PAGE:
After his bestseller How To Be Idle, Tom Hodgkinson wrote a sequel titled How To Be Free.
He's surely not the first to have written a guidebook about freedom - one of the key ingredients for happiness. What I like about it, is its honest way of looking at the simplicity of every day life: Drink! Be merry! Surround yourself with friends! Shoot at bean cans with your air rifle three hours a day, if you like! Don't work to much for money!
There's no elitism here, no theoretical concept - merely someone who's read most of the books on his topic and who's for years been living the life he describes.
According to Hodgekinson modern life is boring, full of anxiety and designed to put our powers to sleep. In chapter 5 he quotes John Seymour, author of Self-Sufficiency (1970) as following:
I believe that if half a dozen families were to decide to be partially self-supporting, and settle within a few miles of each other, and kew what they were doing, they could make for themselves a very good life. Each familiy would have some trade or profession or craft, the product of which they would trade with the rest of the world [...]. Nobody would get bored doing their specialized art or craft, because they would not have to spend all day at it, but there would be a large variety of other jobs to do every day too. This partial specialization would set them free for at least some leisure: probably more than the city wage-slave gets, after he has commuted to and from his office.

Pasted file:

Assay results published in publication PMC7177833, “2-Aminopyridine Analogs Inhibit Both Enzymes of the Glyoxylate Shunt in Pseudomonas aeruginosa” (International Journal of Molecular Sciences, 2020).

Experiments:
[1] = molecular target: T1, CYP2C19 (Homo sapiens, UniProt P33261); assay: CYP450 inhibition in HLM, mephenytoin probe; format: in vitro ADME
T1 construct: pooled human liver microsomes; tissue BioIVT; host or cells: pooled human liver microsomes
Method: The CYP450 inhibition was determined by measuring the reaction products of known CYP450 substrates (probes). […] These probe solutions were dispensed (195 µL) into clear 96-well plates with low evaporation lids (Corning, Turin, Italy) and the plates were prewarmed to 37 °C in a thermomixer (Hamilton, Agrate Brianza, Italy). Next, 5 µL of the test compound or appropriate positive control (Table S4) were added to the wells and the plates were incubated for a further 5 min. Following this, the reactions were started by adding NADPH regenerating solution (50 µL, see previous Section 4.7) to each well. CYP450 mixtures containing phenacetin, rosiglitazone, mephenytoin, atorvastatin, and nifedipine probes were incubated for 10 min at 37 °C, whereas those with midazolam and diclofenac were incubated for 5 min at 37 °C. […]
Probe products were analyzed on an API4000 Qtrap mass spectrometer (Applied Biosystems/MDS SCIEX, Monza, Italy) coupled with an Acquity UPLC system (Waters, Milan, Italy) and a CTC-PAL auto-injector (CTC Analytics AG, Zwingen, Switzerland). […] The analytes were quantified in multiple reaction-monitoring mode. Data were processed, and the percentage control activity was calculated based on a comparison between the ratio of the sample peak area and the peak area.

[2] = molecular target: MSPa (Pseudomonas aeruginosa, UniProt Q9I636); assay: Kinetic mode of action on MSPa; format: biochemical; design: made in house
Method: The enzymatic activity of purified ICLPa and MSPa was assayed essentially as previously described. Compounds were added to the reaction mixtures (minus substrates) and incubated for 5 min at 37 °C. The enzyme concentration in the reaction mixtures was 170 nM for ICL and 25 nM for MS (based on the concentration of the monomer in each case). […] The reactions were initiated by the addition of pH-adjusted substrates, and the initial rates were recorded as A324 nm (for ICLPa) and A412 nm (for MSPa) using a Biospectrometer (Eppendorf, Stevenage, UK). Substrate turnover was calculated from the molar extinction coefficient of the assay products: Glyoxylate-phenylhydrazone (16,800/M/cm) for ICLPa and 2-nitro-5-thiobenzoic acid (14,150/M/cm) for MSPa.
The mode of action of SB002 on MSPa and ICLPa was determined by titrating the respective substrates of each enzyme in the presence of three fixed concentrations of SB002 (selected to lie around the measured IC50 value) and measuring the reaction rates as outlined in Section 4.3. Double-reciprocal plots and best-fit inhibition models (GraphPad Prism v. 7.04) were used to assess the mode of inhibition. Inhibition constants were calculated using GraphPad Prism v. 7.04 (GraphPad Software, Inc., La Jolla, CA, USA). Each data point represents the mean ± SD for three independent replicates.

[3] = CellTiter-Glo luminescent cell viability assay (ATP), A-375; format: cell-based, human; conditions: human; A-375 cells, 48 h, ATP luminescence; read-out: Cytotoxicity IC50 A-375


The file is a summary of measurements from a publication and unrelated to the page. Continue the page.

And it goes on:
If you look closely, you see how smart the idea of this kind of community is: People don't build their own village or even move into a big farmhouse in dozens. No. You just live within a few miles of each other, you still live your own life. And at the same time you don't do it alone.
Off course reality can let you stumble across: "...and knew what they were doing...".